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Debt Relief Desperation

By mortgagecreditproblems.com

If you're struggling with paying bills every month, you may be tempted to jump at the first offer of debt relief help--anything to loosen that knot of fear in your gut. But look before you leap to avoid falling prey to scammers.

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In the wake of growing complaints about unscrupulous debt settlement companies, various state attorneys general have taken action, and the Federal Trade Commission is considering a new rule for telemarketing.

Debt Settlement: Beware of Scams

Debt settlement firms charge you upfront fees, ask you to stop paying your credit card bills and then negotiate settlements on your behalf. But some unscrupulous outfits are taking the fees and skipping the last step. The proposed new federal rule would, among other things, ban debt settlement companies from collecting fees until debts are settled.

That's not to say there aren't some good credit counselors out there, but know who you're dealing with.

Debt Relief Red Flags

The Federal Trade Commission says to be wary of firms that do the following:

• Charge high fees for enrolling in a debt management plan or pressure you to make hefty "voluntary contributions."

• Won't provide free information without getting personal financial information from you, such as credit card account numbers.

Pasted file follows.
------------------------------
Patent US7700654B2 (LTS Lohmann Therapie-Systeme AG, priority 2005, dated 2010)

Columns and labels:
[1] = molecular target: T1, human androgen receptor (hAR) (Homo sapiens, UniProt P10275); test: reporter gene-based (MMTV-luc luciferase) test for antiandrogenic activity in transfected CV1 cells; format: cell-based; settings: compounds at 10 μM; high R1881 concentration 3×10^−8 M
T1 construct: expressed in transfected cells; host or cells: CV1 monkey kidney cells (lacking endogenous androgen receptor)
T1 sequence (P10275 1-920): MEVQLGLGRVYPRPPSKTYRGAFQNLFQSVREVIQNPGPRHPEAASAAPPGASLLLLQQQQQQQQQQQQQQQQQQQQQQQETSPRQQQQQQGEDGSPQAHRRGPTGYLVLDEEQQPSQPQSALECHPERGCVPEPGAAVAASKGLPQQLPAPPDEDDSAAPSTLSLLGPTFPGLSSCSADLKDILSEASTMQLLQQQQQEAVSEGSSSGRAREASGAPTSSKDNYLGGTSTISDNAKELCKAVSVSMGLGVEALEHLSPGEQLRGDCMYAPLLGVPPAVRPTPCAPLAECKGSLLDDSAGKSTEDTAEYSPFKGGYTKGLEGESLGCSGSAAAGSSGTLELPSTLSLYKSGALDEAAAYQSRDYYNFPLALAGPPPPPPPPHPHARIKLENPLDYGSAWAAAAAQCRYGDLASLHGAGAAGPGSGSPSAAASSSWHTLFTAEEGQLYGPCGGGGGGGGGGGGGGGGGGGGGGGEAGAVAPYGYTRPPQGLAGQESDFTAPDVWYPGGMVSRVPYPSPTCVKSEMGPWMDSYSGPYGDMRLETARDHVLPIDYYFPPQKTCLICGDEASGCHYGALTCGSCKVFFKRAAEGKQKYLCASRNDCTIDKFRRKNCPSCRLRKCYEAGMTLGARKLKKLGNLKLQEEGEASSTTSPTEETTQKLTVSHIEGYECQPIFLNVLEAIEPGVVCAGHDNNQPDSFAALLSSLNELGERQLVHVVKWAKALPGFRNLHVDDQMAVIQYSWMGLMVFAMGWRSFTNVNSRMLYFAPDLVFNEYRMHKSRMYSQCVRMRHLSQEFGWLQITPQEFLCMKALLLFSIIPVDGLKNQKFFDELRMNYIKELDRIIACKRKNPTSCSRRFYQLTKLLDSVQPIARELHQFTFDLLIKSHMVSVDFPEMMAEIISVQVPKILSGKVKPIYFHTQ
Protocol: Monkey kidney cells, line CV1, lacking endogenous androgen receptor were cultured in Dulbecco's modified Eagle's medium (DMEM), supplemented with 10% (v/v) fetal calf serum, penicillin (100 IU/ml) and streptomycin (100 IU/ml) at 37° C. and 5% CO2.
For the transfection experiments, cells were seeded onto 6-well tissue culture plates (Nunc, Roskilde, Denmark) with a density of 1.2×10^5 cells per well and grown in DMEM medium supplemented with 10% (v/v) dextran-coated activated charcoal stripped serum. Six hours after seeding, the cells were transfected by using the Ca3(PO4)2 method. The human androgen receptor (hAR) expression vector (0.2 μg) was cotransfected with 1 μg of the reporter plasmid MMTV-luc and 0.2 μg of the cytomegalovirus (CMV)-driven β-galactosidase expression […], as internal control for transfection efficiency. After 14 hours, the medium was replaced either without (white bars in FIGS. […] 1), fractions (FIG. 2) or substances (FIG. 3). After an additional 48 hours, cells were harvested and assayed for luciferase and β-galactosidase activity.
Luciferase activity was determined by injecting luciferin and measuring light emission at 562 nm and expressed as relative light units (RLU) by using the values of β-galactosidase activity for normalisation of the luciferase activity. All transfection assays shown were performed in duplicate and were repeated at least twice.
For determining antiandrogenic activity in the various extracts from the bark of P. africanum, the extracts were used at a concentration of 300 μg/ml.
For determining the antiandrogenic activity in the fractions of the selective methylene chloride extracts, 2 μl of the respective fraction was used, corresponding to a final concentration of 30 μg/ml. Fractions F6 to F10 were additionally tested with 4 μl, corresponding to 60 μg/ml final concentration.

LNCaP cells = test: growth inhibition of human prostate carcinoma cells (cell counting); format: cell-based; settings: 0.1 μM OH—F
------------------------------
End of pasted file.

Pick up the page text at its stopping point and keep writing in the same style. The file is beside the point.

• Pressure you to enroll in a debt management plan without reviewing your financial situation or teaching you budgeting and money management skills.

• Require that you pay money to the company before your creditors have agreed to the debt management or settlement plan.

Real Debt Relief

One way to get some relief is through debt consolidation, which rolls your debts, such as credit card balances, into one lower-interest loan, such as a home equity loan or cash-out refinance.

Whether you can get a debt consolidation loan or not, you may benefit from the help of a reputable credit counselor.

Ask your bank, credit union or local consumer protection agency for referrals to a good credit counseling organization. (Beware that just because an organization calls itself nonprofit doesn't mean its services are free or its counselors are credible). If a debt management plan is necessary, reputable credit counselors help develop a workable solution and teach you money management skills. A reputable service won't be able to provide debt relief overnight. A successful debt management program often takes 48 months or even more to complete, the Federal Trade Commission says.

 

 

 

 

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